Not included are flights, all lunches and drinks with meals, taxi transfers other than those noted above.
Please see the Itinerary for this tour by clicking on the button found further up this page.
Further information about the history of the Nakasendo Way is available at our complementary website Nakasendo Way: A Journey to the Heart of Japan.
Day 1 Nakatsugawa
Nakatsugawa, a quiet and pleasant regional town and ideal gateway to the Kiso Road, is reached easily by train. Your accommodation, which set in a delightful Japanese garden at the top of a hill, is the first of the Japanese inns that are a feature of this tour. Composed of traditional, thatched houses, which were transplanted here and beautifully refurbished as individual guest cottages, the inn makes for an unusual yet very satisfying experience. Allow time after checking in to enjoy your surroundings and relax in the soothing baths before enjoying a sumptuous multi-course feast.
Accommodation: Japanese inn.
Total walking: N/A.
Total elevation gain: N/A.
Day 2 Nakatsugawa - Ochiai - Magome
After breakfast at your inn, choose from one of two optional activities for the morning. The first option is a visit to nearby Naegi-jo, the fascinating remains of an ancient mountain-top castle that provides a fitting start to the historical narrative of your tour. Though little is left of the castle’s original buildings, the hewn rocks evoke a great sense of its past strategic importance and the life that warriors of old led here. At the castle’s highest point, panoramic views over the surrounding countryside open up to the Kiso River and Japan’s Southern Alps. A 5km walk through forests and along quiet roads leads back to central Nakatsugawa.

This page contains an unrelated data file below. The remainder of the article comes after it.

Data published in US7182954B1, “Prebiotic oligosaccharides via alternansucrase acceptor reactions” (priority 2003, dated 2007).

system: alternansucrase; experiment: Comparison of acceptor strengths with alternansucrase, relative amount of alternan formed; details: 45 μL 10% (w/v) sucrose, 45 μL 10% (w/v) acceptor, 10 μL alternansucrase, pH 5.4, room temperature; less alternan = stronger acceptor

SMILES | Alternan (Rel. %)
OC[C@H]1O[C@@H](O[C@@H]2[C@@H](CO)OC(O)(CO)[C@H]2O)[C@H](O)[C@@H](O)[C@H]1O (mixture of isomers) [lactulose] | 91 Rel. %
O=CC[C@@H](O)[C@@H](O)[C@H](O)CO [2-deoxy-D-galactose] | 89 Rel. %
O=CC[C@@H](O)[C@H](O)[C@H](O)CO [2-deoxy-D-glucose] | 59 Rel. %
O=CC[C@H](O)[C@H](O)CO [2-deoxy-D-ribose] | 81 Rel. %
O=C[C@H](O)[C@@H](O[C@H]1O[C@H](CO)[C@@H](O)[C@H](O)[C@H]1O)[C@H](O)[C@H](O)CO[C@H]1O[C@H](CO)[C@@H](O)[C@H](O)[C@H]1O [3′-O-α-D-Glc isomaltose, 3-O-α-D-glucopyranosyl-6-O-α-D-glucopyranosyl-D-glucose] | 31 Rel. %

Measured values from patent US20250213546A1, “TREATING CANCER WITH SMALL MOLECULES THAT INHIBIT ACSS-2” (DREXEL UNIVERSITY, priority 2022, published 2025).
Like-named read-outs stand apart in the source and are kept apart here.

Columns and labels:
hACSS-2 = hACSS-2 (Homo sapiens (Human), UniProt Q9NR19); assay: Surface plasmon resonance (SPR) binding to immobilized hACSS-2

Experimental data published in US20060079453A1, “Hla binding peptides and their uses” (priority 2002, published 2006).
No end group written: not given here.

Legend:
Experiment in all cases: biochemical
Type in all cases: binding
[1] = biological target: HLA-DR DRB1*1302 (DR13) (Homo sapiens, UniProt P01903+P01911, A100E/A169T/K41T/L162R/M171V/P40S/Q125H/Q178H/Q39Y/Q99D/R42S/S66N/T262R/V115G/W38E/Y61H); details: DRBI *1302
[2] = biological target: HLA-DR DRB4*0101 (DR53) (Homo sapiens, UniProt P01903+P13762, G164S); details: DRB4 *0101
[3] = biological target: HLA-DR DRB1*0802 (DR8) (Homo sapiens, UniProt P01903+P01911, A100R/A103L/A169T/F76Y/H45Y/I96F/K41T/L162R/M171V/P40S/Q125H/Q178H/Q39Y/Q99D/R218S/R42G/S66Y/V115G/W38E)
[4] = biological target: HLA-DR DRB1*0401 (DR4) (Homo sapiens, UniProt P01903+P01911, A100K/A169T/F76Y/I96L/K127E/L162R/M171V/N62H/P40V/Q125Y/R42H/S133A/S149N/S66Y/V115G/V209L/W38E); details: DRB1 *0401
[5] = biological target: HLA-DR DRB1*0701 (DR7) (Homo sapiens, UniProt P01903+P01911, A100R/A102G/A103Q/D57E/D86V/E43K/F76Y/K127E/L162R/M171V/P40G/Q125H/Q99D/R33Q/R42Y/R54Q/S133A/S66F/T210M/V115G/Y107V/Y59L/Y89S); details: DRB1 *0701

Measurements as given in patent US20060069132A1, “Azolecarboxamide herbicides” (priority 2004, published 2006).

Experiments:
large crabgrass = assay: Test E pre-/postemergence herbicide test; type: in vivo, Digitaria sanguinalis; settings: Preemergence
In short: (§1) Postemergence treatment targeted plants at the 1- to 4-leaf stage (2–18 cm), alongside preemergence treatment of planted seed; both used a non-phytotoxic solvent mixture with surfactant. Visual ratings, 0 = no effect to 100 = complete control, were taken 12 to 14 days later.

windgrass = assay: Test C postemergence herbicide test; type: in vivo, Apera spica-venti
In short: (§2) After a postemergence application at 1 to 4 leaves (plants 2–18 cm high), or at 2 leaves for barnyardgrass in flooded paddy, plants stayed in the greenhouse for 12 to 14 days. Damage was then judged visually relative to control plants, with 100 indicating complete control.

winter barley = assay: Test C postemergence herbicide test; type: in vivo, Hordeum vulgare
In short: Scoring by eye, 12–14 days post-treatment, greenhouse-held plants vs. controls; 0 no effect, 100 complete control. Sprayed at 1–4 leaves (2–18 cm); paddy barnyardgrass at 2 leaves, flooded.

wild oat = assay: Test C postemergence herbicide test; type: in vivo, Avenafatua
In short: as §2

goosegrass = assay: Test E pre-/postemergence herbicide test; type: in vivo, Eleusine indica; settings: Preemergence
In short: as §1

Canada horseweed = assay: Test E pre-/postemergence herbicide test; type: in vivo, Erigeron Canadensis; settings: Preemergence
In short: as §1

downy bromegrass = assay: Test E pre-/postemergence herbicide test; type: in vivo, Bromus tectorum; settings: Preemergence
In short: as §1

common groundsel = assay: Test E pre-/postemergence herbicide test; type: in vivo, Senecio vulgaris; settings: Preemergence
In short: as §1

The second and more relaxed option is an approximate 2km stroll exploring Nakatsugawa’s old post-town quarter, the streetscape of which retains an air of its historic past. Here you may like to enjoy a tipple at the town’s sake brewery, which is housed in a lovely period building. Nearby, visit the top-class waki-honjin inn and small attached museum, to appreciate how nobles and lords once sojourned here on their travels to pay homage to the Shogun in Edo, now known as Tokyo.
Before setting off on your afternoon walk, enjoy lunch in one of the town’s many restaurants, which includes an establishment specialising in grilled eel, the local delicacy. Your journey for the rest of the day covers 9km and takes you from the lowlands over a series of low passes before a final 40-minute climb up to the high, rural countryside of the Kiso Valley itself. En route you pass through the quiet post-town of Ochiai, which still retains its honjin top-class inn - an even higher class inn than Nakatsugawa’s waki-honjin. Now a very rare feature anywhere in Japan, it has remarkably survived into the modern age although, unfortunately, is no longer in business. A climb over ishidatami stone paving, signals that you are not far from your inn, which is located adjacent to the old road. Nearby is a local shrine deeply redolent of Shinto’s simplistic yet elegant origins. Magome is literally a stone’s throw away and you may like to make a quick visit before passing through tomorrow morning. Your hostess welcomes you warmly and provides another array of local, seasonal fare for dinner.